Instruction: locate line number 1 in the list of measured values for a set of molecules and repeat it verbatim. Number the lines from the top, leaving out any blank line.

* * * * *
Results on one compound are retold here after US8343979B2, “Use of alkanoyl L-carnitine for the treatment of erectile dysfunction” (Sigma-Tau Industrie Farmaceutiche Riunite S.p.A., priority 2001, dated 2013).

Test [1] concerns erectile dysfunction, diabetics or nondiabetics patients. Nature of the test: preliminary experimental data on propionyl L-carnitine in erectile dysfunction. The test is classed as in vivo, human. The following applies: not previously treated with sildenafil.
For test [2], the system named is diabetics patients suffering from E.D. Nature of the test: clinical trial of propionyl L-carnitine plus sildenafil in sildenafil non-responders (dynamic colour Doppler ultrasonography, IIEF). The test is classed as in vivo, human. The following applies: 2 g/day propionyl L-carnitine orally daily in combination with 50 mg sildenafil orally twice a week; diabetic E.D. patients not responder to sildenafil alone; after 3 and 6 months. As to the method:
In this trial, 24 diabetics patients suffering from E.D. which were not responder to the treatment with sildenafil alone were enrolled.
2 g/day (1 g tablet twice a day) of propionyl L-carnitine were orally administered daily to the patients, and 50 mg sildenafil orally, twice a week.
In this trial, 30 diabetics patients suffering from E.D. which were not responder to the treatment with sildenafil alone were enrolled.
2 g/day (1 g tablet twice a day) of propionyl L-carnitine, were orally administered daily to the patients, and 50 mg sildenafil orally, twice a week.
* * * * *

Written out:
Results on one compound are retold here after US8343979B2, “Use of alkanoyl L-carnitine for the treatment of erectile dysfunction” (Sigma-Tau Industrie Farmaceutiche Riunite S.p.A., priority 2001, dated 2013).